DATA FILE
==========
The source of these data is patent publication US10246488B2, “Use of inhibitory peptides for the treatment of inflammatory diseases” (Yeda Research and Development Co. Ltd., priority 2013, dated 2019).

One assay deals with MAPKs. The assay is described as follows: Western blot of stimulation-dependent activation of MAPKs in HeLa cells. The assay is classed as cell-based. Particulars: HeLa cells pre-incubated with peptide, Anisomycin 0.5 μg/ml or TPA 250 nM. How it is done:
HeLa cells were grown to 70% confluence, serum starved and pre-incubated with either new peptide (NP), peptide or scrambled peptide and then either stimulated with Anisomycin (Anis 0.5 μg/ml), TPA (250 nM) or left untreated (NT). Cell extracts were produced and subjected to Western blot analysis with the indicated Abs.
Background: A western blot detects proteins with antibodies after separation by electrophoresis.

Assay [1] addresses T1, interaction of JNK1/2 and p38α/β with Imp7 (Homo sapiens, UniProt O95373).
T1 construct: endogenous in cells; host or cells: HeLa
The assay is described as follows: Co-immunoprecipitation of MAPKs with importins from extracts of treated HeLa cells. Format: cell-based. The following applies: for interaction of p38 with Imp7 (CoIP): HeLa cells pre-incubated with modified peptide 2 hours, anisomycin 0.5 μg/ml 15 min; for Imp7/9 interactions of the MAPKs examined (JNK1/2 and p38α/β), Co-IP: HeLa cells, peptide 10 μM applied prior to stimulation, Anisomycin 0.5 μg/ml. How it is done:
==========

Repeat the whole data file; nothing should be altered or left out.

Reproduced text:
The source of these data is patent publication US10246488B2, “Use of inhibitory peptides for the treatment of inflammatory diseases” (Yeda Research and Development Co. Ltd., priority 2013, dated 2019).

One assay deals with MAPKs. The assay is described as follows: Western blot of stimulation-dependent activation of MAPKs in HeLa cells. The assay is classed as cell-based. Particulars: HeLa cells pre-incubated with peptide, Anisomycin 0.5 μg/ml or TPA 250 nM. How it is done:
HeLa cells were grown to 70% confluence, serum starved and pre-incubated with either new peptide (NP), peptide or scrambled peptide and then either stimulated with Anisomycin (Anis 0.5 μg/ml), TPA (250 nM) or left untreated (NT). Cell extracts were produced and subjected to Western blot analysis with the indicated Abs.
Background: A western blot detects proteins with antibodies after separation by electrophoresis.

Assay [1] addresses T1, interaction of JNK1/2 and p38α/β with Imp7 (Homo sapiens, UniProt O95373).
T1 construct: endogenous in cells; host or cells: HeLa
The assay is described as follows: Co-immunoprecipitation of MAPKs with importins from extracts of treated HeLa cells. Format: cell-based. The following applies: for interaction of p38 with Imp7 (CoIP): HeLa cells pre-incubated with modified peptide 2 hours, anisomycin 0.5 μg/ml 15 min; for Imp7/9 interactions of the MAPKs examined (JNK1/2 and p38α/β), Co-IP: HeLa cells, peptide 10 μM applied prior to stimulation, Anisomycin 0.5 μg/ml. How it is done: